Support of Affinity Groups
Creating and supporting affinity groups in an organization can promote cultural diversity in the workplace. Affinity groups are smaller subset groups within a diverse population(McQuerrey, 2018). For example, an affinity group among an organization’s Jewish population might include recognition of a conservative group that follows kosher eating rules and has a special kitchen set aside for its private, exclusive use.
Activities that support different cultural, racial, and ethnic groups within a community promote organizational diversity in a number of ways(McQuerrey, 2018). Activities that provide employees and volunteers with the opportunity to interact with people from different backgrounds raise awareness of cultural differences. Hands-on participation also provides insight into the nuances of diverse groups of people in terms of thoughts, perceptions, and belief systems.
Encouraging the recognition of holidays and occasions celebrated by people in different regions of the world provides a greater understanding of the values of various cultural groups (McQuerrey, 2018). Participants have the opportunity to explore others’ heritage in a fun, relaxed atmosphere and can learn to appreciate the similarities and differences between diverse groups of people.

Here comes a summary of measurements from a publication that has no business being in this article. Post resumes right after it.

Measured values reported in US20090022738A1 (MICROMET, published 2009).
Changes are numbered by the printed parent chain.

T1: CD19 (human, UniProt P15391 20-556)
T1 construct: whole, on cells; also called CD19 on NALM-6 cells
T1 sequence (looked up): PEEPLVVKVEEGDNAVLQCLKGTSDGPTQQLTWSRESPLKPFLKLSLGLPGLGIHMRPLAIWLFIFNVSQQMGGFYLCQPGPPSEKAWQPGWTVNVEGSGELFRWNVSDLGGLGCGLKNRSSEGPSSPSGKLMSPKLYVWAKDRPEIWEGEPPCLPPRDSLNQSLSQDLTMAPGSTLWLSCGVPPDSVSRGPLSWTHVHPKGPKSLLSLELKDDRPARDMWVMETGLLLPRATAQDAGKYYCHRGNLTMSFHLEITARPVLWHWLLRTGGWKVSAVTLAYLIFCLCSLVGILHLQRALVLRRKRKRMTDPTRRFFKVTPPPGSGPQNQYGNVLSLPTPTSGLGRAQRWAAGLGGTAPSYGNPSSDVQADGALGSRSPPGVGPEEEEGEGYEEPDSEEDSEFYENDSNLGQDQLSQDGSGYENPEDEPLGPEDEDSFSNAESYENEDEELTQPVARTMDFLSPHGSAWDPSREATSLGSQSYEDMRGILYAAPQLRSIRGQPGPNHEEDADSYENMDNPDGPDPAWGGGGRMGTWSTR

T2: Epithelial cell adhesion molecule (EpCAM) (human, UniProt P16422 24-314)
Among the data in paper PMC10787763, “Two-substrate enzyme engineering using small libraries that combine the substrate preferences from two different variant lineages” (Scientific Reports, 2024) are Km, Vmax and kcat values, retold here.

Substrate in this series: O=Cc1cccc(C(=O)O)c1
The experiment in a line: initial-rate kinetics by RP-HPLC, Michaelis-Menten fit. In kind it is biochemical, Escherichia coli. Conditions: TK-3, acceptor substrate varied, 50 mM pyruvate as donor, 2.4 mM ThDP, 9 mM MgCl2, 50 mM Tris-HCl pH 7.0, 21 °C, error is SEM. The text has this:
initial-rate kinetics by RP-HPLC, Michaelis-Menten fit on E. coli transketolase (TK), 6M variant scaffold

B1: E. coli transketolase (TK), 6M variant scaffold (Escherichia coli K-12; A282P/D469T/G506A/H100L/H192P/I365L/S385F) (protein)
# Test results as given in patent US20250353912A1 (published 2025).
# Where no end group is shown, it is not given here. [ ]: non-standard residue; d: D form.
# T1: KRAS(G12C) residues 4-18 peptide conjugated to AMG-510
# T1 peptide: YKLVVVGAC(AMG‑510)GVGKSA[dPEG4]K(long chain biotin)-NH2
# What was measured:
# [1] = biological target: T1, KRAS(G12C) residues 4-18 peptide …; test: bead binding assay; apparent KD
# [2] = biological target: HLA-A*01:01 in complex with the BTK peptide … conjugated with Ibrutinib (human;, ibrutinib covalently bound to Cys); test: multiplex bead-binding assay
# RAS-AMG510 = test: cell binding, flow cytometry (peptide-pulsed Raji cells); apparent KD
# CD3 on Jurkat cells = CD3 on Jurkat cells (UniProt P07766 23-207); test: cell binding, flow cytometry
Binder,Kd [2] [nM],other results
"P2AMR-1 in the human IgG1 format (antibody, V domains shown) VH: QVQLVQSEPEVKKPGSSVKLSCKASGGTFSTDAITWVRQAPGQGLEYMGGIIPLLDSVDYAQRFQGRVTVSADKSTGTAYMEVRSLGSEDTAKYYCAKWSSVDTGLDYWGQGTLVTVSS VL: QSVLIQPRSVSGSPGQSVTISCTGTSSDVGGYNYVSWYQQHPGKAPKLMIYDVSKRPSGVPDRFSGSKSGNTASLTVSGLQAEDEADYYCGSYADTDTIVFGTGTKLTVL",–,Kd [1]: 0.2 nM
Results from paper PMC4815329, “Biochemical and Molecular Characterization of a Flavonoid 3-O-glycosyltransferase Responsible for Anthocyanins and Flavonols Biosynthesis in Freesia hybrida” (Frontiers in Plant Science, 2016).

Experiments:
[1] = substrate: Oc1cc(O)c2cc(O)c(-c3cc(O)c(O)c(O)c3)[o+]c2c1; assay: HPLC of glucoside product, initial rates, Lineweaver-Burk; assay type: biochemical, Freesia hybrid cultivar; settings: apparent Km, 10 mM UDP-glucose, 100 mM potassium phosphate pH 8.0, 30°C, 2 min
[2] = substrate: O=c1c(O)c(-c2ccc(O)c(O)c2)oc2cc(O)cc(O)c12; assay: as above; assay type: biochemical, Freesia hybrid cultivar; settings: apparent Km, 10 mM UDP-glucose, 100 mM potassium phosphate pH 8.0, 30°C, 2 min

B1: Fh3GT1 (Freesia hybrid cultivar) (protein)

Task 2.5 Summarise legal and organizational guidelines that govern diversity within the workplace
There are a variety of discrimination acts that are there to make sure that companies are adhering to the minimum standards, and indeed the legislation in place is wide-ranging and comprehensive. These acts include:
Human Rights Act
Sex Discrimination Act
Disability Discrimination Act
Race Relations Act etc.
Companies are legally required to adhere to certain practices that ensure discrimination is eliminated and expectations of equality are always met in the workplace (Barnard, 2017). The legislation in place is in existence to ensure that an inclusive working environment is always fostered and that any form of ‘difference’ should never prove to be an obstacle in career progression or indeed getting a job in the first place. All workers must be treated equally and be given the same set of opportunities regardless of their race, age, gender, sexuality, disability, culture, or anything else that might be discriminated against.
Every business organization is committed to achieving equality for all those who learn and work and wishes to develop a demonstrably fair and supportive environment that provides equality of opportunity and freedom from unlawful discrimination on the grounds of race, color, nationality, ethnic origin, gender, gender identity (transsexual), marital or civil partnership status, disability, including mental health difficulties, sexual orientation, religion or belief, age, social class or offending background (Barnard, 2017). It is a matter of pride of the diverse community and wishes to encourage and celebrate its full contribution to social life where all colleagues are treated equally and with respect.
Under the Equality Act, people are not allowed to discriminate, harass, or victimize another person because they have any of the protected characteristics (Barnard, 2017). There is also protection against discrimination where someone is perceived to have one of the protected characteristics or where they are associated with someone who has a protected characteristic.